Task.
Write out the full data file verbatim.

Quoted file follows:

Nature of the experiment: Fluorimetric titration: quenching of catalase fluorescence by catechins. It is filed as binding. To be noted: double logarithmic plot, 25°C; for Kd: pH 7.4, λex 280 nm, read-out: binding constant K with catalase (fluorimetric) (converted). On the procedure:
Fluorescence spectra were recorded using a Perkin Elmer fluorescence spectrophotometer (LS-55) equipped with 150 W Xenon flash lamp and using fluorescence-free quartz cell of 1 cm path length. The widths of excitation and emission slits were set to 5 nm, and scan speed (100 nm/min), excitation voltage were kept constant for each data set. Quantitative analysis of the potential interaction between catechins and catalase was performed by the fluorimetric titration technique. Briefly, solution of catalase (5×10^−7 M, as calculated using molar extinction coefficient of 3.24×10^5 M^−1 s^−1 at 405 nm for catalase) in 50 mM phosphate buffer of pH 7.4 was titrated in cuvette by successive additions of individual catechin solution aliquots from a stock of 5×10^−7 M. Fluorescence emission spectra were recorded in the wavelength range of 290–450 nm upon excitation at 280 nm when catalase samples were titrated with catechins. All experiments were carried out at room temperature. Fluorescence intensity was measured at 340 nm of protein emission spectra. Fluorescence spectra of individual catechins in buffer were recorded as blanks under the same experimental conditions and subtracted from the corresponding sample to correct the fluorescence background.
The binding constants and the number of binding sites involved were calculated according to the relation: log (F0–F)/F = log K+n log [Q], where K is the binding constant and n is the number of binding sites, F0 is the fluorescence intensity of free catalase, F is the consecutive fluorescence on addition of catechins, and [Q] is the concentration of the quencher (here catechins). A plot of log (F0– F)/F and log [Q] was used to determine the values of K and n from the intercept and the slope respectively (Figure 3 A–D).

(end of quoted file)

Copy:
Nature of the experiment: Fluorimetric titration: quenching of catalase fluorescence by catechins. It is filed as binding. To be noted: double logarithmic plot, 25°C; for Kd: pH 7.4, λex 280 nm, read-out: binding constant K with catalase (fluorimetric) (converted). On the procedure:
Fluorescence spectra were recorded using a Perkin Elmer fluorescence spectrophotometer (LS-55) equipped with 150 W Xenon flash lamp and using fluorescence-free quartz cell of 1 cm path length. The widths of excitation and emission slits were set to 5 nm, and scan speed (100 nm/min), excitation voltage were kept constant for each data set. Quantitative analysis of the potential interaction between catechins and catalase was performed by the fluorimetric titration technique. Briefly, solution of catalase (5×10^−7 M, as calculated using molar extinction coefficient of 3.24×10^5 M^−1 s^−1 at 405 nm for catalase) in 50 mM phosphate buffer of pH 7.4 was titrated in cuvette by successive additions of individual catechin solution aliquots from a stock of 5×10^−7 M. Fluorescence emission spectra were recorded in the wavelength range of 290–450 nm upon excitation at 280 nm when catalase samples were titrated with catechins. All experiments were carried out at room temperature. Fluorescence intensity was measured at 340 nm of protein emission spectra. Fluorescence spectra of individual catechins in buffer were recorded as blanks under the same experimental conditions and subtracted from the corresponding sample to correct the fluorescence background.
The binding constants and the number of binding sites involved were calculated according to the relation: log (F0–F)/F = log K+n log [Q], where K is the binding constant and n is the number of binding sites, F0 is the fluorescence intensity of free catalase, F is the consecutive fluorescence on addition of catechins, and [Q] is the concentration of the quencher (here catechins). A plot of log (F0– F)/F and log [Q] was used to determine the values of K and n from the intercept and the slope respectively (Figure 3 A–D).